I haven`t seen yet "Hitman", but from what i am reading in your review i suppose that it`s main target are the fans of the game. I supose that explains your confusion..i think it may have alot of "blanks" left in the story. The house with the bald kids with barcodes on their skulls you are talking about should have been infact a institution for mental-ill people, in some remote location in Europe witch served as a cover for a secret facility where a bunch of scientists conducted by a german guy were manipulating DNA gens in order to create the "uber-soldier" for some goverment`s miltary.The "some-country" goverment decides to cut the project funding, so the scinetist decides to do this on his own, so he uses the first "DNA-manipluated cloned-humans" to make a secret organization of hitmans to keep funding his projects. The name each "project" gets is in order of his "birth"-so that`s why he`s name is "Agent 47"- because he is "project for making the uber-soldier #47". First they thought that he was a succes, but in time they discovered that he has some problems in trusting everything they say to him(he has a mind of his own), so they decide to kill him because they were afraid he might find out who and why created him and come for revenge(witch he eventually does)

    P.S : excuse my enghlish

  4. Brad says:

    I dunno, Eric, I have played the games, and actually the movie does a good job of making you feel like you're playing one. The assassinations are the "levels" and the story is discovered en route to your target. Essentially, this movie is the equivalent of watching someone else play a Hitman game, and obviously that won't appeal to everyone (or even many).

    I guess it says something about me that I found it enjoyable. I'm a sucker for movies about snipers and assassins, I suppose.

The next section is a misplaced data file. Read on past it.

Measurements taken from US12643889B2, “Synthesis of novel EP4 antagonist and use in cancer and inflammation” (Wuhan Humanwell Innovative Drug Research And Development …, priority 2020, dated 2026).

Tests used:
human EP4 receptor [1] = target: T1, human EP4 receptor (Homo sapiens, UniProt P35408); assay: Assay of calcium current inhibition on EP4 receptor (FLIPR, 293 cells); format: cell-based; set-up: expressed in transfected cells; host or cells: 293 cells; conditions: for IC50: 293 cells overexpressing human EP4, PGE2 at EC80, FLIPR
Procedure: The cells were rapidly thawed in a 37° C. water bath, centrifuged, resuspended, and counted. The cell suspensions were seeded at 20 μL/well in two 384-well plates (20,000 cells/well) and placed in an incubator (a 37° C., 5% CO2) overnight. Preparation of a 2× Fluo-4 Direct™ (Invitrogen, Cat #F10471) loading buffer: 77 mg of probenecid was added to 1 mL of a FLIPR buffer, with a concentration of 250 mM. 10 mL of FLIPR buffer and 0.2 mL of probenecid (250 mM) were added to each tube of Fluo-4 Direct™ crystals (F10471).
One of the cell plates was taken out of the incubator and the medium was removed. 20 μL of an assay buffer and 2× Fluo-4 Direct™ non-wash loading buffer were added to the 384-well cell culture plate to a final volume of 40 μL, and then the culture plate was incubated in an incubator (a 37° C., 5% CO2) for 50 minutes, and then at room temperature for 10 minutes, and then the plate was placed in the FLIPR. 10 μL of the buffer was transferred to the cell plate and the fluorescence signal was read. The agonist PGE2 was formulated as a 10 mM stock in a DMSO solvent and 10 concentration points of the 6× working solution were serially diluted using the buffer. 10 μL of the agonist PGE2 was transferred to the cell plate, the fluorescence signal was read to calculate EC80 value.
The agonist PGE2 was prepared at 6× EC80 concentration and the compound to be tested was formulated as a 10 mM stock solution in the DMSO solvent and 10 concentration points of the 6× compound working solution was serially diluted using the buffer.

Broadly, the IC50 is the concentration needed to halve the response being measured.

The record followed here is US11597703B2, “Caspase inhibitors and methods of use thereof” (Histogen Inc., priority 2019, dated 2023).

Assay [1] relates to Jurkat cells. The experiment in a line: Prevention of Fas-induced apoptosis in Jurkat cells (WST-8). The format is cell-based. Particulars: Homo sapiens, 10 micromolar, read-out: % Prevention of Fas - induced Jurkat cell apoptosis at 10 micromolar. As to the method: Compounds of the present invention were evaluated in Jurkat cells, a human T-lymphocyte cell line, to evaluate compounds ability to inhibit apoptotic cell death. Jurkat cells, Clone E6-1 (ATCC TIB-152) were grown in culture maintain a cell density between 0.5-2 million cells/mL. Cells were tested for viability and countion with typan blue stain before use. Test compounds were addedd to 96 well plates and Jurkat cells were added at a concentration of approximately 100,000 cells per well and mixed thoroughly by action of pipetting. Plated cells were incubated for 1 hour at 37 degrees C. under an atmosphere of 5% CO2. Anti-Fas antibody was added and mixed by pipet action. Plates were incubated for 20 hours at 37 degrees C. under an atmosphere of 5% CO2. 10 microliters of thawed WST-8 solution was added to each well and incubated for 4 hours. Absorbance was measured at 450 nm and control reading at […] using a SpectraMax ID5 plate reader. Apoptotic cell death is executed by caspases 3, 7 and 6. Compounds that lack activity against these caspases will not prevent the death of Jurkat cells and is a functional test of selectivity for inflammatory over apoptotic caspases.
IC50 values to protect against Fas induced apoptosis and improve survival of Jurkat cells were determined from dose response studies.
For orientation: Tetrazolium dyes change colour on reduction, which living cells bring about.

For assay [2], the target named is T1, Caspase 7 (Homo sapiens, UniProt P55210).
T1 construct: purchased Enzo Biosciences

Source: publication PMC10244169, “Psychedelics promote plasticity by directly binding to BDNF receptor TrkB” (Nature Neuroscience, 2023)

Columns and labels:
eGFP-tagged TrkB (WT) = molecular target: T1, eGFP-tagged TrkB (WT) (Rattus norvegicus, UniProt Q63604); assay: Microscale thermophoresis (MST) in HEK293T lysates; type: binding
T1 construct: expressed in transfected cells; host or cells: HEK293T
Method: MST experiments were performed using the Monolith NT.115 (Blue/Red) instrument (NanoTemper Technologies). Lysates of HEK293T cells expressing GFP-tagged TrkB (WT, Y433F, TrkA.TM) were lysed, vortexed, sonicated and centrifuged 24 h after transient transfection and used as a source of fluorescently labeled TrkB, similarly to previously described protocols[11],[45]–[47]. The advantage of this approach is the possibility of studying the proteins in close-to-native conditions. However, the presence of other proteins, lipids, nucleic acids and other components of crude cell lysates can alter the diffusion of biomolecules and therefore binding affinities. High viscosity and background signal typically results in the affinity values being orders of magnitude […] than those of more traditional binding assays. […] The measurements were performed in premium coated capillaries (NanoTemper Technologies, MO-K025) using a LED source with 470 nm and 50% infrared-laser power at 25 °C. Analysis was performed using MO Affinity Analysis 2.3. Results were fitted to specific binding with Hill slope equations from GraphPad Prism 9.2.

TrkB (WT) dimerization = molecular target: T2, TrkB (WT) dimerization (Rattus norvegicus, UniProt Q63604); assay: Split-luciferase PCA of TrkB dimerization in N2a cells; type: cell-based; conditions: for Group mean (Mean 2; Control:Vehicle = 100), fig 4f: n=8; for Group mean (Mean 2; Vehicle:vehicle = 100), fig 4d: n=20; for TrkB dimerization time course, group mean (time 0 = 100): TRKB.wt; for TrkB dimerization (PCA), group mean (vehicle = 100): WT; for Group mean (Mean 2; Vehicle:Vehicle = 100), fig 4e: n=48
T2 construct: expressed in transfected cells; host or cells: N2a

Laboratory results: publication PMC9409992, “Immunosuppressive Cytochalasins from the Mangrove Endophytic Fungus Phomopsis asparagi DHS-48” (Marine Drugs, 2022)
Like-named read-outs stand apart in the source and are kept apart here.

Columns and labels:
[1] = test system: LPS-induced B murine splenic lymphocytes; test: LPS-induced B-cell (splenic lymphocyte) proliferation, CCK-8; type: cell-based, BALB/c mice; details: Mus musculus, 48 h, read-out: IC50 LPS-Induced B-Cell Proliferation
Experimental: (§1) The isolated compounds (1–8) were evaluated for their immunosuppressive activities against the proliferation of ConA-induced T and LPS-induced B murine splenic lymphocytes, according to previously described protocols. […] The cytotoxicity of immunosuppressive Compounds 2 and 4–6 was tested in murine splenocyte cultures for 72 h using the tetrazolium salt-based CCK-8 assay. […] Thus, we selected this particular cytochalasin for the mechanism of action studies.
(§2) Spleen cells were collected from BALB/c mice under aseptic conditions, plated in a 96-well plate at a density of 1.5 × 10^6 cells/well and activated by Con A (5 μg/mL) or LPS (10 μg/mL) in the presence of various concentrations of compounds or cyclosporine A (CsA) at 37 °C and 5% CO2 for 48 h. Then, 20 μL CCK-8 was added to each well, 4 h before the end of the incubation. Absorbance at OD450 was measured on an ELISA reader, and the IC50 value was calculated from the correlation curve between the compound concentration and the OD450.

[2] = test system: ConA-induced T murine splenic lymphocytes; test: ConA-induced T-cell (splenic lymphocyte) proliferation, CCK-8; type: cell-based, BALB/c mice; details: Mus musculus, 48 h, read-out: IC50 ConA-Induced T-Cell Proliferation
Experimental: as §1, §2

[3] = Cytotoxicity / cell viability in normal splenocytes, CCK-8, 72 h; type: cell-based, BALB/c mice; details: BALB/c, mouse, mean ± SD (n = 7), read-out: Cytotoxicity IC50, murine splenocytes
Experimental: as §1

5. devon says:

    from the review "Agent 47 winds up protecting/kidnapping Nika (Olga Kurylenko), a semi-Russian babe who's been sleeping with Belicoff. The agent was supposed to kill her but changed his mind. He makes her ride in the trunk of his car most of the time."

    this sounds just like the movie THE TRANSPORTER. werid.

  6. kevith says:

    I'm probably not going to see this movie, but I have played one or two of the Hitman games and I wanted to address your complaint about the lack of fighting and killing. One thing that's fun/interesting about them is that you achieve the highest score by NOT causing a lot of violence and mayhem. The goal is to sneak in without being detected, take out the target (preferably in a way that does not involve firing any bullets), and get out. The game actually gives you quite a bit of latitude as far as creative use of your environment goes. That being said, you always have the option to just run in and shoot eveything that moves, but it's generally not as successful.

  7. Craig says:

    That being said, you always have the option to just run in and shoot eveything that moves, but it's generally not as successful.

    That depends on your definition of "successful," really. Massacring everybody within a mile of your assigned target does get the job done, so long as you don't get killed in the process. I have rather fond memories of replaying Hitman 3 with nothing but the minigun, for instance.

    Glorious excess, that.

  8. Josh says:

    I like the Hitman games, but the movie was just horrible, i can deal with there not being much action, i was actually hoping for that, assuming Agent 47 would set up a great assassination and execute, but in order to do that there needs to be some sort of plot thats actually told. The only reason I stayed in the theater was because I was assuming they were going to somehow connect the dots and make the story feasible at the end, but nope, they definately didn't do that....i'm sorry I watched the whole thing.